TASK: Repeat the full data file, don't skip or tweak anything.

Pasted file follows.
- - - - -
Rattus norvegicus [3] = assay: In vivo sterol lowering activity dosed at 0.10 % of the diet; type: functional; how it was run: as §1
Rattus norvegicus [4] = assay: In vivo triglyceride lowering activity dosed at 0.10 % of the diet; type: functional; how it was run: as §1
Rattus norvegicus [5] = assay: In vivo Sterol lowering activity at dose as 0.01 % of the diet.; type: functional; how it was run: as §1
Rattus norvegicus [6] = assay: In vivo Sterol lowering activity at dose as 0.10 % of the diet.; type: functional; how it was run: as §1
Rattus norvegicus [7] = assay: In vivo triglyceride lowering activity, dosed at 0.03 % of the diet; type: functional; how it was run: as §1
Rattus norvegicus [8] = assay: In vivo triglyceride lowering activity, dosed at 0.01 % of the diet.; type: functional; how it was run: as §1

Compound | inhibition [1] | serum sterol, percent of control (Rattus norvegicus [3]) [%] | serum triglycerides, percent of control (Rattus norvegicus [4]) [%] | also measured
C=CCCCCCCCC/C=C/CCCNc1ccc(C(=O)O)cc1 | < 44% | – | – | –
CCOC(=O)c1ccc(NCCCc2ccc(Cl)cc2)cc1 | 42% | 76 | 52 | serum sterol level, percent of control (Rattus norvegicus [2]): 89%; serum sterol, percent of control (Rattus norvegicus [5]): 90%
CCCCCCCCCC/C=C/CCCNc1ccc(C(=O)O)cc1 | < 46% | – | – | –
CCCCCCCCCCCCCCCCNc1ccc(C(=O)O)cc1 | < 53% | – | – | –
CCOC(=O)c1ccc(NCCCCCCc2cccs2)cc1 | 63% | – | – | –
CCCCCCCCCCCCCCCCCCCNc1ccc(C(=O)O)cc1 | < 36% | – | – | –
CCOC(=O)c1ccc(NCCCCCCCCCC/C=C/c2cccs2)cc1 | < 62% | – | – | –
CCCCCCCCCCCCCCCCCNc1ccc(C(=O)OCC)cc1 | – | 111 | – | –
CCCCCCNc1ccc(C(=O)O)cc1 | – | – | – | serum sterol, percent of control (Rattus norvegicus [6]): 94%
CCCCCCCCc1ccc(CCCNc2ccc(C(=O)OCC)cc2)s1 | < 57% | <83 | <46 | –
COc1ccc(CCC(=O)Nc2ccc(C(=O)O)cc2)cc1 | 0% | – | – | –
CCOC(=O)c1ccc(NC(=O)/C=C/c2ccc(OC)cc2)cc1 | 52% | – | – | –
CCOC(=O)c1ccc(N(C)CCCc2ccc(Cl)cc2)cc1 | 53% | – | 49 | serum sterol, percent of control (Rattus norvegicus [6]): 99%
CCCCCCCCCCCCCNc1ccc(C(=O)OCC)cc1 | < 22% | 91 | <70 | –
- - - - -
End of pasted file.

Rattus norvegicus [3] = assay: In vivo sterol lowering activity dosed at 0.10 % of the diet; type: functional; how it was run: as §1
Rattus norvegicus [4] = assay: In vivo triglyceride lowering activity dosed at 0.10 % of the diet; type: functional; how it was run: as §1
Rattus norvegicus [5] = assay: In vivo Sterol lowering activity at dose as 0.01 % of the diet.; type: functional; how it was run: as §1
Rattus norvegicus [6] = assay: In vivo Sterol lowering activity at dose as 0.10 % of the diet.; type: functional; how it was run: as §1
Rattus norvegicus [7] = assay: In vivo triglyceride lowering activity, dosed at 0.03 % of the diet; type: functional; how it was run: as §1
Rattus norvegicus [8] = assay: In vivo triglyceride lowering activity, dosed at 0.01 % of the diet.; type: functional; how it was run: as §1

Compound | inhibition [1] | serum sterol, percent of control (Rattus norvegicus [3]) [%] | serum triglycerides, percent of control (Rattus norvegicus [4]) [%] | also measured
C=CCCCCCCCC/C=C/CCCNc1ccc(C(=O)O)cc1 | < 44% | – | – | –
CCOC(=O)c1ccc(NCCCc2ccc(Cl)cc2)cc1 | 42% | 76 | 52 | serum sterol level, percent of control (Rattus norvegicus [2]): 89%; serum sterol, percent of control (Rattus norvegicus [5]): 90%
CCCCCCCCCC/C=C/CCCNc1ccc(C(=O)O)cc1 | < 46% | – | – | –
CCCCCCCCCCCCCCCCNc1ccc(C(=O)O)cc1 | < 53% | – | – | –
CCOC(=O)c1ccc(NCCCCCCc2cccs2)cc1 | 63% | – | – | –
CCCCCCCCCCCCCCCCCCCNc1ccc(C(=O)O)cc1 | < 36% | – | – | –
CCOC(=O)c1ccc(NCCCCCCCCCC/C=C/c2cccs2)cc1 | < 62% | – | – | –
CCCCCCCCCCCCCCCCCNc1ccc(C(=O)OCC)cc1 | – | 111 | – | –
CCCCCCNc1ccc(C(=O)O)cc1 | – | – | – | serum sterol, percent of control (Rattus norvegicus [6]): 94%
CCCCCCCCc1ccc(CCCNc2ccc(C(=O)OCC)cc2)s1 | < 57% | <83 | <46 | –
COc1ccc(CCC(=O)Nc2ccc(C(=O)O)cc2)cc1 | 0% | – | – | –
CCOC(=O)c1ccc(NC(=O)/C=C/c2ccc(OC)cc2)cc1 | 52% | – | – | –
CCOC(=O)c1ccc(N(C)CCCc2ccc(Cl)cc2)cc1 | 53% | – | 49 | serum sterol, percent of control (Rattus norvegicus [6]): 99%
CCCCCCCCCCCCCNc1ccc(C(=O)OCC)cc1 | < 22% | 91 | <70 | –